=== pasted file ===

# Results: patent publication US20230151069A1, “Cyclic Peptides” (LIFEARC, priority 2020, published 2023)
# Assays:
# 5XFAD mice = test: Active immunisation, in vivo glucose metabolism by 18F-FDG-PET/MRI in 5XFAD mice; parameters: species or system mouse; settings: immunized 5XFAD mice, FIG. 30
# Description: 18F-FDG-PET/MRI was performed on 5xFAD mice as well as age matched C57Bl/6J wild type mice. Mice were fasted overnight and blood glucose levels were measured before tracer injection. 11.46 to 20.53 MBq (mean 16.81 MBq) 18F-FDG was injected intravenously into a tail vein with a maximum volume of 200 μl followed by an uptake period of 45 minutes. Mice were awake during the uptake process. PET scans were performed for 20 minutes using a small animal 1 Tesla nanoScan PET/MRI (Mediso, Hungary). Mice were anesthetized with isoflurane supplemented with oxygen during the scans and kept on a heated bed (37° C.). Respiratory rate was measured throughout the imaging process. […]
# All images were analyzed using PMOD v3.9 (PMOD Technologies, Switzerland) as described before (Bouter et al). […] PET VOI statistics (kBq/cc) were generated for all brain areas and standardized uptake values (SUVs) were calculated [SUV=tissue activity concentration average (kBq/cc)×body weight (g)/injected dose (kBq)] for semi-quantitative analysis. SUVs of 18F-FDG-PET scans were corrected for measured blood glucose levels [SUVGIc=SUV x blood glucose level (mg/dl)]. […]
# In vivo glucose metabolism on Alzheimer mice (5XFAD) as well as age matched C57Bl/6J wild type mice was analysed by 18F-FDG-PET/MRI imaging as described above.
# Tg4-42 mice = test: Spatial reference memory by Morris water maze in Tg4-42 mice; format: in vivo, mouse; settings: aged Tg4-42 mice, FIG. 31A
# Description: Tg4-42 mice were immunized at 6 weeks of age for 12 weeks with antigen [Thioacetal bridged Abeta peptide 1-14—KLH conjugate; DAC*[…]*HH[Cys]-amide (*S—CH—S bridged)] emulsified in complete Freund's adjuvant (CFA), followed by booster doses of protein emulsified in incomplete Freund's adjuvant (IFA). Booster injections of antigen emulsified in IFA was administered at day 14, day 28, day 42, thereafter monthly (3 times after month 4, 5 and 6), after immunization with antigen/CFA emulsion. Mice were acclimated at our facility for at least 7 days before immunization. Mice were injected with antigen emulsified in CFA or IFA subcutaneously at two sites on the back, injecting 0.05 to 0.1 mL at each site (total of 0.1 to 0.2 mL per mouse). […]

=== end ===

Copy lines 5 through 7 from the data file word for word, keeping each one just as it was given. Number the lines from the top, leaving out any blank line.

# All images were analyzed using PMOD v3.9 (PMOD Technologies, Switzerland) as described before (Bouter et al). […] PET VOI statistics (kBq/cc) were generated for all brain areas and standardized uptake values (SUVs) were calculated [SUV=tissue activity concentration average (kBq/cc)×body weight (g)/injected dose (kBq)] for semi-quantitative analysis. SUVs of 18F-FDG-PET scans were corrected for measured blood glucose levels [SUVGIc=SUV x blood glucose level (mg/dl)]. […]
# In vivo glucose metabolism on Alzheimer mice (5XFAD) as well as age matched C57Bl/6J wild type mice was analysed by 18F-FDG-PET/MRI imaging as described above.
# Tg4-42 mice = test: Spatial reference memory by Morris water maze in Tg4-42 mice; format: in vivo, mouse; settings: aged Tg4-42 mice, FIG. 31A